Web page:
Nokia phones expected in 2016: Android or something else?

After selling its smartphone business to Microsoft, Nokia is planning a return to the market. Google's Android software makes the most sense for the new phones.

Nokia is planning a return to the smartphone market in 2016, after it sold off its handset business to Microsoft in 2013, sources tell Re/code. The timing is right: Based on the Microsoft deal, Nokia can't sell phones with the Nokia brand until next year.

What platform might new Nokia phones run? Unless Nokia has a surprise trick up its sleeve, I'd expect the company to become Google's newest best friend with the handsets using Android software, even if the European Commission isn't a fan of Android right now.

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I suggested back in 2010 that Nokia dump MeeGo -- the company's then-expected successor to Symbian -- and use Android before Google's platform really took off. Obviously, the company went in another direction and as of now, it has no smartphone business.

There's actually some recent precedent for Nokia to choose Android this time around, however. It already has done so for tablets. Or rather, for a tablet.

Last year, Nokia announced the N1 tablet for the China market: An iPad mini clone with USB Type C connector and Google's Android 5.0 Lollipop software. Nokia also included some value-add software of its own including Z Launcher, which can get you in the app of your choice in about a second, the company says. Z Launcher is freely available for you to download and install on your own Android device, although it's only officially supported by Nokia on the Nexus 5 and Samsung Galaxy S3, S4 and S5 handsets.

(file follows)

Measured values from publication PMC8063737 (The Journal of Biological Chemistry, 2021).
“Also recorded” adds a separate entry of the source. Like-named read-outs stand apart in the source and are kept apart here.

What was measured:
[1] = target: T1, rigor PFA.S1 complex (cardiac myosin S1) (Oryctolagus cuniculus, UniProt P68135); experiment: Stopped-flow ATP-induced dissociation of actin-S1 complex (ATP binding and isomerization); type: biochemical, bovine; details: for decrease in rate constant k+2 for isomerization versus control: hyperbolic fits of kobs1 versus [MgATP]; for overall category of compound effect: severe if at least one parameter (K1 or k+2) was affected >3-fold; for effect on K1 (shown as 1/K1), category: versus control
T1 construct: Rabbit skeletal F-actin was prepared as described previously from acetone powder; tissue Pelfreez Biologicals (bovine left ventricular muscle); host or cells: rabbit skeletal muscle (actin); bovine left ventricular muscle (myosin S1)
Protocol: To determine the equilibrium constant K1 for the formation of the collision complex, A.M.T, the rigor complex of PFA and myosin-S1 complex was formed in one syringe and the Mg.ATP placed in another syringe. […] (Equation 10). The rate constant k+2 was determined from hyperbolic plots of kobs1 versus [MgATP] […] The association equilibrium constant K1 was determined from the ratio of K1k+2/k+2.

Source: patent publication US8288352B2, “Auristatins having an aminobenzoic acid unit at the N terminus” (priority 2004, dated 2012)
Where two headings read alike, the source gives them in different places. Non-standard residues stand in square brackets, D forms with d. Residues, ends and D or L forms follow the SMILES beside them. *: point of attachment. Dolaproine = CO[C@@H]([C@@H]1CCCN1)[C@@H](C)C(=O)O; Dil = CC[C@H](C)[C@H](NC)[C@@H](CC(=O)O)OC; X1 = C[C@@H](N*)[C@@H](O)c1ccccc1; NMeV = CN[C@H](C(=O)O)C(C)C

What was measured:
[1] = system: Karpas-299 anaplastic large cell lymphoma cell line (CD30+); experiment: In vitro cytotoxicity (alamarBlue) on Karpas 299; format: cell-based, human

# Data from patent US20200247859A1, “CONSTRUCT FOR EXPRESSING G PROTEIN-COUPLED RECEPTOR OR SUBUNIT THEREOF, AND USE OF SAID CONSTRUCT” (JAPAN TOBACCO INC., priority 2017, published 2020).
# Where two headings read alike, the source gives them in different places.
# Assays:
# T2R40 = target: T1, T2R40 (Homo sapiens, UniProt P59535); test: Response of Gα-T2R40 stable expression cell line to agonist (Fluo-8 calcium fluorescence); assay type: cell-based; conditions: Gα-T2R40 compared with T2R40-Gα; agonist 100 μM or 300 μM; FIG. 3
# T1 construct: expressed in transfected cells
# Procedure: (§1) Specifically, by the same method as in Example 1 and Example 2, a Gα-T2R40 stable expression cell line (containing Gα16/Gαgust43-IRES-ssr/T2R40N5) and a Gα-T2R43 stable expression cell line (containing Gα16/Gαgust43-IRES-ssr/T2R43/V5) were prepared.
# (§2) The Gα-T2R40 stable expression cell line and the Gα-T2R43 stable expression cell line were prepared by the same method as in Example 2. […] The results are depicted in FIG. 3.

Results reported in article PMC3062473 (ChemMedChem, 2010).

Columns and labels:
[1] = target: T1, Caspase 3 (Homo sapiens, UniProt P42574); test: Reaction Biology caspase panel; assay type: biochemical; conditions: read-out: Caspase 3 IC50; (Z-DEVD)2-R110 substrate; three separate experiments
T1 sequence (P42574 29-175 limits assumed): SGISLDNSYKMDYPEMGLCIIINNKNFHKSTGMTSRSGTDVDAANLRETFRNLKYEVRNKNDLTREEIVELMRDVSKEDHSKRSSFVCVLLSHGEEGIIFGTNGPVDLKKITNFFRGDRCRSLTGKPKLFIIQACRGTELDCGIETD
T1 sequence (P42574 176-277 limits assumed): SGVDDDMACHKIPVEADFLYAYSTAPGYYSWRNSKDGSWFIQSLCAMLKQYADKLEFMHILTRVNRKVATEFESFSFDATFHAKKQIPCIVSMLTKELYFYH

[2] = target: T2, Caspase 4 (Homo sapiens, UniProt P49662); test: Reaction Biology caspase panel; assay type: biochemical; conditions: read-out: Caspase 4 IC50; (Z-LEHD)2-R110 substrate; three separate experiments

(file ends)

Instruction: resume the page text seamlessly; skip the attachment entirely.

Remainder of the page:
Nokia also tried its hand with Android handsets -- the Nokia X and X2 -- but after Microsoft finally bought Nokia's handset business, the company shut down those efforts.

At this stage of the smartphone game, it makes little sense for Nokia to choose an alternative platform for new phones, however: Successful handsets have broad app and service ecosystems, which take time to build. Samsung is trying to do just that with Tizen and finding limited, at best, success.

Instead, Nokia will likely use Google Android as a base platform and try to add innovative software such as Z Launcher to stand out from the crowd. In some sense, that's exactly what Motorola's strategy has been: Use the stock version of Android that Google uses with its Nexus devices and provide useful software on top of that. It seems to working out well for Motorola -- the company shipped 10 million handsets in the final quarter of 2014 -- so perhaps Nokia will duplicate some of that success next year.